Febuary 2023 Open House
A crowd gathered after University of Kentucky President Eli Capilouto's tour of the temporary labs of the UK Research and Education Center at Princeton. Damage from the 2021 tornados is still visible in the mangled tree lines around the center.View Gallery
In the midst of utter destruction caused by the Dec. 11 tornado outbreak, University of Kentucky employees continue to press on, offering help where and when their fellow Kentuckians need it the most.
December 13, 2021 | By: Katie Pratt
The UK Research and Education Center in Princeton took a direct hit from the powerful tornado that began in northwestern Arkansas and carved a path of destruction across the western half of Kentucky. UKREC employees, led by director Carrie Knott, worked through the weekend, securing and caring for animals, assessing damage and offering support.
“Our hometown heroes of hope—our faculty, staff and Extension agents in our Western Kentucky communities have rallied to assist others even as we were dealing with damages to critical UK facilities in Western Kentucky,” said UK President Eli Capilouto. “As the University for Kentucky, we understand how important faculty and staff at the UK Research and Education Center and Cooperative Extension Service are to relaying educational information to their communities. We are committed to rebuilding, helping the area recover and emerging stronger than before.”
“The center is the home to a group of very dedicated UK employees, and I commend Dr. Knott and her staff for their heroic weekend recovery efforts,” said Nancy Cox, dean of the UK College of Agriculture, Food and Environment and UK vice president for land-grant engagement. “While the center won’t be the same for some time, the college is committed to helping our employees and communities recover from these devastating events and serving the Western Kentucky agricultural community.”
While the physical structure that housed the UKREC is gone, the center has been, and always will be, vital to Kentucky agriculture. As a testament to the importance of the center to the state’s agriculture industry, two temporary office buildings and two temporary storage buildings will be placed on-site Dec. 14 for UKREC personnel.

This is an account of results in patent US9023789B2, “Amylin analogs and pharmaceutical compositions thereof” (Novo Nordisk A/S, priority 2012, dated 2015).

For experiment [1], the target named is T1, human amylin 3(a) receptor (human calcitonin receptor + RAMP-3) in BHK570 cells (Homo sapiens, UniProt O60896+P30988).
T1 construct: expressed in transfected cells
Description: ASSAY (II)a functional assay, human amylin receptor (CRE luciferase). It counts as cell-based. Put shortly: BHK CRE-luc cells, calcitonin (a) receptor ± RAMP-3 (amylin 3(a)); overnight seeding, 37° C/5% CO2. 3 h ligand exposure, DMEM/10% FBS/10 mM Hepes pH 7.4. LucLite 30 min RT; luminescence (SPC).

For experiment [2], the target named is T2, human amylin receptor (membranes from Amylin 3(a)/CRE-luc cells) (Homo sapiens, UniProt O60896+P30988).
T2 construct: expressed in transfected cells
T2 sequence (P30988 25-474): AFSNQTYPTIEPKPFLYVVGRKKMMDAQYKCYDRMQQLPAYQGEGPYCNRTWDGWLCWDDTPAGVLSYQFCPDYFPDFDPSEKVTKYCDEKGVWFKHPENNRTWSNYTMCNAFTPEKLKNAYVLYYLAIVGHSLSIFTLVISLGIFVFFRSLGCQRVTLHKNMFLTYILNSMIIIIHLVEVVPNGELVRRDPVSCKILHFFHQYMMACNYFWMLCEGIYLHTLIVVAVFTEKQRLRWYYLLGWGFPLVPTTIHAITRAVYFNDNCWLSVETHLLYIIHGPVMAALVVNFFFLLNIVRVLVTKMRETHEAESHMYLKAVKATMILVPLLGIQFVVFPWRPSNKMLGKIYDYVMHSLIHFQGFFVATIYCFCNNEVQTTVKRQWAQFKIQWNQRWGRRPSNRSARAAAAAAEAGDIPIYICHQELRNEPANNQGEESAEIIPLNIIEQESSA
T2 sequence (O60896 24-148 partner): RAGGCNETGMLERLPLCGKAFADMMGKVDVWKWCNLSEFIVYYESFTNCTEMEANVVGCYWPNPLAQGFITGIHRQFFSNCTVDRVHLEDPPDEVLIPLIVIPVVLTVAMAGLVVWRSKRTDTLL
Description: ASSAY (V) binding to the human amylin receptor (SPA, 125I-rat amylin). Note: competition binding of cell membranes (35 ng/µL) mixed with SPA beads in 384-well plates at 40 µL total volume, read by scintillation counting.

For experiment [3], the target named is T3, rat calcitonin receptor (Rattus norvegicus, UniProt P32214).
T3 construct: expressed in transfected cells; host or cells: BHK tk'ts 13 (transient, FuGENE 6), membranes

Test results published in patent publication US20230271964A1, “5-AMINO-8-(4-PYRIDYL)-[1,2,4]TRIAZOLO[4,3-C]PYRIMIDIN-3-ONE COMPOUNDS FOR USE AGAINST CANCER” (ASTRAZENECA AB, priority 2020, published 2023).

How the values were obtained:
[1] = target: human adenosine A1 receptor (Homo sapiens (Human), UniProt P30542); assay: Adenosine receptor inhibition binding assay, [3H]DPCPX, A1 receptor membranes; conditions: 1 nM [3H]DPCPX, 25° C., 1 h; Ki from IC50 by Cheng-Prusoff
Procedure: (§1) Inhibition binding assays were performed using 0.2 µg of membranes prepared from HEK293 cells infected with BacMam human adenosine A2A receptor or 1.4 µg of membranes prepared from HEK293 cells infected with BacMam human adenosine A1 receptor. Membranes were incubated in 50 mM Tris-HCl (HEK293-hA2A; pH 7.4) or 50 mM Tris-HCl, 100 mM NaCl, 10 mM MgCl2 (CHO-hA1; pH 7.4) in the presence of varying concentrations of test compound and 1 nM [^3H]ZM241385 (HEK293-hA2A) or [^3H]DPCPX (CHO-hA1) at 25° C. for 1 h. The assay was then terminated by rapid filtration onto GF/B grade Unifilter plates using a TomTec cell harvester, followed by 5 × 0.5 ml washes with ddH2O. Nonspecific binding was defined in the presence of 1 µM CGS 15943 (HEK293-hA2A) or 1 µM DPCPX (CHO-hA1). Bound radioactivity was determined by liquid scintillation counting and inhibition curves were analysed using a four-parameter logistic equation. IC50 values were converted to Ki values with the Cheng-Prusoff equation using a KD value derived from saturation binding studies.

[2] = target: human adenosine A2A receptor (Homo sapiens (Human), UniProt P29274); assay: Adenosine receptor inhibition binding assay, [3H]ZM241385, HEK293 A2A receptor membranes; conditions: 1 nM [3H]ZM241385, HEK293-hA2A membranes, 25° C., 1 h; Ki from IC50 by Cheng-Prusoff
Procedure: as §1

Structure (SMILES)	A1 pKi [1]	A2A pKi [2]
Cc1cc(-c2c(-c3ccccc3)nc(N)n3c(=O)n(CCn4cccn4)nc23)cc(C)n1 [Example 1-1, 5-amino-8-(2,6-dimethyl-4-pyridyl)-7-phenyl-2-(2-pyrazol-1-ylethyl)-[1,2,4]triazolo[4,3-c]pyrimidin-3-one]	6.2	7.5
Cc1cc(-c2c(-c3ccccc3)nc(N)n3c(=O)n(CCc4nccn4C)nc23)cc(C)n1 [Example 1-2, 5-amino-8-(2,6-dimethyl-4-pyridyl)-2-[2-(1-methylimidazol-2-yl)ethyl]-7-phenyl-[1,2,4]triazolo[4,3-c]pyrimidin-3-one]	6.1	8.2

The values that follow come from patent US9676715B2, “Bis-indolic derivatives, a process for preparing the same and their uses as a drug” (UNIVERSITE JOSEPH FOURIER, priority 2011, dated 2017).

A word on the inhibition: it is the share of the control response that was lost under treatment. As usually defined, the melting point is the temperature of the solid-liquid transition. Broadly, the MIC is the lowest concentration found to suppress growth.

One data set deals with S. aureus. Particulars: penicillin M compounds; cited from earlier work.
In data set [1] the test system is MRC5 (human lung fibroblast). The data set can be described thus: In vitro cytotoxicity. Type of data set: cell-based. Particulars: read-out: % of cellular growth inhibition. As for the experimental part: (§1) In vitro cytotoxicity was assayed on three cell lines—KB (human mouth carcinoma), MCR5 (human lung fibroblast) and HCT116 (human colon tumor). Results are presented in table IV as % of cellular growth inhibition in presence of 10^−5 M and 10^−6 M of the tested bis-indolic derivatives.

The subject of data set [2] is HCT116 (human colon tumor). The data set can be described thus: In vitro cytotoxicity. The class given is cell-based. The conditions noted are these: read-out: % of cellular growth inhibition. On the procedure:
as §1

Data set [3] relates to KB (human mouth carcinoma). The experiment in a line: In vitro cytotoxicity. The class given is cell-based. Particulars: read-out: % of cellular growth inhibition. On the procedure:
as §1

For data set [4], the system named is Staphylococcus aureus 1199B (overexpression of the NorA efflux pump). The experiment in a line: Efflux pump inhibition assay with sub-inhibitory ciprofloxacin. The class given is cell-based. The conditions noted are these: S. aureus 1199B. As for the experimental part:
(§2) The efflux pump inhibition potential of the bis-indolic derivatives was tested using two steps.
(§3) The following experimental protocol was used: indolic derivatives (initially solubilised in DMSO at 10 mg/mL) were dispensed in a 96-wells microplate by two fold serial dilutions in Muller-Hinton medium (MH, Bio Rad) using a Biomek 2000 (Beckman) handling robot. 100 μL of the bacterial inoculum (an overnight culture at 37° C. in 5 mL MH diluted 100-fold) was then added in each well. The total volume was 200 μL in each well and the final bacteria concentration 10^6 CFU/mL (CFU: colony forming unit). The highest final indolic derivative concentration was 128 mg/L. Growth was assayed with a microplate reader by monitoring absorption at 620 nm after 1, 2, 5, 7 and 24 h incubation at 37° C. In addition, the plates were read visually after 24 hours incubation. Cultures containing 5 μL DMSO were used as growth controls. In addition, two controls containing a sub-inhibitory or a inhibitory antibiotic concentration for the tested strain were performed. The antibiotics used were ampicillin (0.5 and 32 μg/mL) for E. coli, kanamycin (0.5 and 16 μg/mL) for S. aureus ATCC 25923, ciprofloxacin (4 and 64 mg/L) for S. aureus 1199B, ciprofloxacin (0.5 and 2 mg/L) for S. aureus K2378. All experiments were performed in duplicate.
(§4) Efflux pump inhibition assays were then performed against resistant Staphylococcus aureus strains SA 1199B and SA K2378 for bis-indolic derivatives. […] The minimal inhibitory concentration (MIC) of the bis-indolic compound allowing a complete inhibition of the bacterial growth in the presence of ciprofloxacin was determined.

“The outpouring of community support has been very humbling to us,” Knott said. “We are not closing our doors, but we will look a little different and be a little more fragmented at least for the near future.”
Due to the number of debris, officials ask that the public stay away from the center as the area is unsafe and structurally unsound.
The center was established in 1925 on nearly 1,300 acres about one mile from downtown Princeton. In 1980, the Rottgering-Kuegel Agricultural and Extension Building was added and housed the center’s nearly 50 staff and hosted countless extension and area meetings. That facility underwent a major renovation and addition to house the UK Grain and Forage Center of Excellence, which opened in 2019. Since its inception, numerous stakeholders have provided strong support to the center and critical funding for many of its improvements.
“The Kentucky agricultural community is a strong community. It is a kind community, and it is a generous community,” said Chad Lee, director of the Grain and Forage Center of Excellence. “We are going to rely heavily on them to help us get through this as we work to build anew. Our hearts are broken but not our spirits.”
Over the years, scientists at the center have spearheaded many important research endeavors including numerous no-till research projects, precision agriculture application studies and a soil fragipan research breakthrough. Center specialists have been the area farmers’ go-to resource for research-based information in agronomics, forages, beef management, disease control, pest control, precision agriculture, grain storage systems, soil fertility and grain marketing.
Numerous counties are dealing with the aftermath of the destructive tornadoes. The UK Cooperative Extension Service is diligently working with area organizations to meet the needs of tornado victims.
Extension has partnered with the Kentucky Department of Agriculture to offer support for affected farmers. Those who wish to donate farm supplies should contact their local extension office. Extension agents will deliver products to the KDA for distribution to farm organizations working to meet the needs of impacted farmers.
Kentucky 4-H has a 4-H’ers Helping 4-H’ers Relief Fund https://kentucky4hfoundation.org/relief-fund/ that is collecting donations to help affected 4-H members, families and staff.
The Kentucky Division of Emergency Management is also accepting donations and relief effort volunteer applications. Individuals can offer to donate supplies or apply to volunteer at https://arcg.is/8aqnO.
The Kentucky Department of Agriculture has partnered with the Kentucky Farm Bureau to develop a GoFundMe account at https://gofund.me/6855c668 to provide monetary support for affected farmers. Donations are tax deductible.
Individuals, who wish to make monetary donations to the tornado victims, may do so by donating through UK’s Office of Philanthropy at https://uky.networkforgood.com/causes/9900-cafe-annual-discretionary-fund. Individuals may donate to help affected UK students at https://uky.networkforgood.com/causes/10124-basic-needs-and-persistence-fund. UK also offers the C.R.I.S.I.S. (Crisis Relief in Situations Involving Staff and Faculty) Program to help UK employees experiencing personal hardship. UK faculty and staff may request assistance at https://staffsenate.uky.edu/crisis.
Individuals may also mail checks with a comment to support UK CAFE Tornado Relief to UK Philanthropy, P.O. Box 23552, Lexington, KY 40523.
Press Release: University of Kentucky rises above tornado aftermath